Roy Gussow created The Flow of Water over the Edge of a Pool. Bryant described it in modern art language: “Elegantly refined relief represents the purists and geometric direction in contemporary sculpture. With admirable simplicity of pure form and inventive use of highly reflective surfaces, he has created a work with the magic of changing patterns.”


Roy Gussow “The Flow of Water”

The museum curator called Gussow’s design a kaleidoscope with its reflective surface highly polished by the craftsmen in the finishing department of Medallic Art Company. Other pieces were given more customary patinas, where acids were employed to apply color and protective surface.

Chryssa’s piece was, perhaps, most unusual of all. It replicated the surface of lettering found in newspapers of the time, where metal lines of type were gathered in columns and a curved mat made for printing on high speed presses. Chryssa, whose full Greek name was Vardea Chryssa Mavromichaeli, cast her model using a method somewhat similar to printer’s technology.


Vardea Chryssa Mavromichaeli casting

For the seven artists their intent was to create a suitable relief. For the manufacture the intent was to render those reliefs in suitable medallic form as attractively as possible, Not one of them knew they had created an entirely new art form. Yet they had given birth to the medallic object.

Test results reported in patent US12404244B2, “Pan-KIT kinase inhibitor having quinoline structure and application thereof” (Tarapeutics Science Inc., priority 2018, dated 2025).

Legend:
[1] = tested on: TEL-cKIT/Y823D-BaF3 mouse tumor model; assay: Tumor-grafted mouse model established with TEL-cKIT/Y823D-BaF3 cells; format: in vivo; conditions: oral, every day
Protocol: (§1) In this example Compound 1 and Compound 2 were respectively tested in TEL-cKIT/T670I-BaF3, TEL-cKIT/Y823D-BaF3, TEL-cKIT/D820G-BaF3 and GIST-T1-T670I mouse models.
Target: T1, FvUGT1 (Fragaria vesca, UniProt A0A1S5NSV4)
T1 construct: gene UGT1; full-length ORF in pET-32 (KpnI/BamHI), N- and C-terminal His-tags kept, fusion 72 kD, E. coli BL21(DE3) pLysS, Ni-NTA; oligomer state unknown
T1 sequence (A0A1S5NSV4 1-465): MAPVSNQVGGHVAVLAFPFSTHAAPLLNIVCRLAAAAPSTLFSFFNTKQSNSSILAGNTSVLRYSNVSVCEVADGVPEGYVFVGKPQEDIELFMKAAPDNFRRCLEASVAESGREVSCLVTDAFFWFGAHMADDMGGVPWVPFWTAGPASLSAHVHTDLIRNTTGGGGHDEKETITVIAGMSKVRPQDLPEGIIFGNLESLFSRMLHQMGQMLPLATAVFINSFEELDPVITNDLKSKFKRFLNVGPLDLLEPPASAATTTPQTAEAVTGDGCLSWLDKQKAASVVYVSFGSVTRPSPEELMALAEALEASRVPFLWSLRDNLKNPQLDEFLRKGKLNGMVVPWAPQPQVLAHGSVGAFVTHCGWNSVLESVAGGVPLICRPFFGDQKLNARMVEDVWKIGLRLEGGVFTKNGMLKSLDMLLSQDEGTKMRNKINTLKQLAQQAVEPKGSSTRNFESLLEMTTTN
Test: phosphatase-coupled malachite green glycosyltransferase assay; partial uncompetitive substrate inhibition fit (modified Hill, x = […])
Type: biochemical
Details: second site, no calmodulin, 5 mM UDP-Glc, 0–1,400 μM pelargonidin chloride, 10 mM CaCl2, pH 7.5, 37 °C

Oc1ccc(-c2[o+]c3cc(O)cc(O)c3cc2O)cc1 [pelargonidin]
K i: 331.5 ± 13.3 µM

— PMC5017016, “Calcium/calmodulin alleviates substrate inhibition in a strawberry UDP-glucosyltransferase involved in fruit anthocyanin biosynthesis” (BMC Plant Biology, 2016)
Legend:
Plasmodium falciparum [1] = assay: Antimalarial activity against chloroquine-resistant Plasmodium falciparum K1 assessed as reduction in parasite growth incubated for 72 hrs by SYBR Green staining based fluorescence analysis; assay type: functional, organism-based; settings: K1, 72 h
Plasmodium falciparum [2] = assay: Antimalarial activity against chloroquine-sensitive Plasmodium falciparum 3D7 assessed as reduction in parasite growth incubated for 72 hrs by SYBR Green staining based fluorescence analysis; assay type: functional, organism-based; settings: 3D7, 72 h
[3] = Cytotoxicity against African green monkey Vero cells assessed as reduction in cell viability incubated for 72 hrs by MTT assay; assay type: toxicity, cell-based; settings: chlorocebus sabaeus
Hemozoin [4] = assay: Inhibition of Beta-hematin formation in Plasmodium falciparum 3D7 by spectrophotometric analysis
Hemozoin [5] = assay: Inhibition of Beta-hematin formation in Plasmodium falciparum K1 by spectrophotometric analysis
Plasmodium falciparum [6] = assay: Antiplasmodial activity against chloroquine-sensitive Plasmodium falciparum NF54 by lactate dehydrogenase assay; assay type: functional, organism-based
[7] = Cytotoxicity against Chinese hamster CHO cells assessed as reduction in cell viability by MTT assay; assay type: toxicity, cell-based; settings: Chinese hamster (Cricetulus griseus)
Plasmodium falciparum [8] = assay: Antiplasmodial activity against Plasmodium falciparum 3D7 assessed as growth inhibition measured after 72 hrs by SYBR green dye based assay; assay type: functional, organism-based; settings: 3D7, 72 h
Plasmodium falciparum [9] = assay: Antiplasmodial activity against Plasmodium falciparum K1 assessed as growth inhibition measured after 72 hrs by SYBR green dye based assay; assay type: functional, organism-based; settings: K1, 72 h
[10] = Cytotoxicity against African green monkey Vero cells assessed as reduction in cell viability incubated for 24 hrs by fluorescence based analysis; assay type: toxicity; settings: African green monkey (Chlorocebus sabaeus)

Six months later, in France, where modern art is de rigeur, the Paris Mint issued its first item that could be termed a medallic object. Roger Bezombes, an accomplished medailleur, created in 1966 his first of what was to become a persistent passion for the new art form. It was a uniface piece bearing a portrait of Ceres, the goddess of the earth and agriculture, with open work for eyes and mouth.


Roger Bezombes “Star of Joy”

His most noted work, however, is Star of Joy, which Americans call Sunburst for its multiple sunrays. The 24 rays surround the sun in the center, polished and containing the lettering. In contrast, the sun’s rays are style rude, an art term meaning “rough style.”

Bezombes’ imagination embraced an unfettered creativity, wild and highly imaginative. He pushed the envelope in design, shape, spatial form, and the use of fabricated objects. He made occasional use of buttons and sea shells, and delighted in making large eyes with tiny balls as the iris.

He once designed a stork, fully upright, made of two dozen scissors. Another work was a light bulb where the filaments appear in multiple shapes and discs. For another he added eyeglass frames on an obverse portrait that morphs into – what is it? – a severed bicycle on the reverse.